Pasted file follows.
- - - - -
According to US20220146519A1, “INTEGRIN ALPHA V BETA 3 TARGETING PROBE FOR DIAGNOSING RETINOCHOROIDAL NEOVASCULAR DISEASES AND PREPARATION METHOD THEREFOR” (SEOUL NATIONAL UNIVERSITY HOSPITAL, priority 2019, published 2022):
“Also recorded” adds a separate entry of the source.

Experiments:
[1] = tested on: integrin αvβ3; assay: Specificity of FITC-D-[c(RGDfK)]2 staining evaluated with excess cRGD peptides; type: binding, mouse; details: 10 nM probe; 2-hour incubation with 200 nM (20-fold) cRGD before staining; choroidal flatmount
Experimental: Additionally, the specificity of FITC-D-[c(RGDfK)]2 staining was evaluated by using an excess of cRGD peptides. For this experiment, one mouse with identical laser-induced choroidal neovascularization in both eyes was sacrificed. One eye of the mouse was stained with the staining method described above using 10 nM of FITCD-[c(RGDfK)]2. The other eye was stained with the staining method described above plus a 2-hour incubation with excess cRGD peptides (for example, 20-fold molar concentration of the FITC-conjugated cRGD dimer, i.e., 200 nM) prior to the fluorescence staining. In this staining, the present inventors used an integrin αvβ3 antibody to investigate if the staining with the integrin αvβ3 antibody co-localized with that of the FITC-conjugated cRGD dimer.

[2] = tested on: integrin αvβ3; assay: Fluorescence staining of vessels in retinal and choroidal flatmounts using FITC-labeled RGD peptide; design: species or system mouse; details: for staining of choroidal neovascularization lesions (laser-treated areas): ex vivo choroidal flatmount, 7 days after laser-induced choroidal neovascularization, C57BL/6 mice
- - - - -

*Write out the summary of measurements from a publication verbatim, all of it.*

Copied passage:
According to US20220146519A1, “INTEGRIN ALPHA V BETA 3 TARGETING PROBE FOR DIAGNOSING RETINOCHOROIDAL NEOVASCULAR DISEASES AND PREPARATION METHOD THEREFOR” (SEOUL NATIONAL UNIVERSITY HOSPITAL, priority 2019, published 2022):
“Also recorded” adds a separate entry of the source.

Experiments:
[1] = tested on: integrin αvβ3; assay: Specificity of FITC-D-[c(RGDfK)]2 staining evaluated with excess cRGD peptides; type: binding, mouse; details: 10 nM probe; 2-hour incubation with 200 nM (20-fold) cRGD before staining; choroidal flatmount
Experimental: Additionally, the specificity of FITC-D-[c(RGDfK)]2 staining was evaluated by using an excess of cRGD peptides. For this experiment, one mouse with identical laser-induced choroidal neovascularization in both eyes was sacrificed. One eye of the mouse was stained with the staining method described above using 10 nM of FITCD-[c(RGDfK)]2. The other eye was stained with the staining method described above plus a 2-hour incubation with excess cRGD peptides (for example, 20-fold molar concentration of the FITC-conjugated cRGD dimer, i.e., 200 nM) prior to the fluorescence staining. In this staining, the present inventors used an integrin αvβ3 antibody to investigate if the staining with the integrin αvβ3 antibody co-localized with that of the FITC-conjugated cRGD dimer.

[2] = tested on: integrin αvβ3; assay: Fluorescence staining of vessels in retinal and choroidal flatmounts using FITC-labeled RGD peptide; design: species or system mouse; details: for staining of choroidal neovascularization lesions (laser-treated areas): ex vivo choroidal flatmount, 7 days after laser-induced choroidal neovascularization, C57BL/6 mice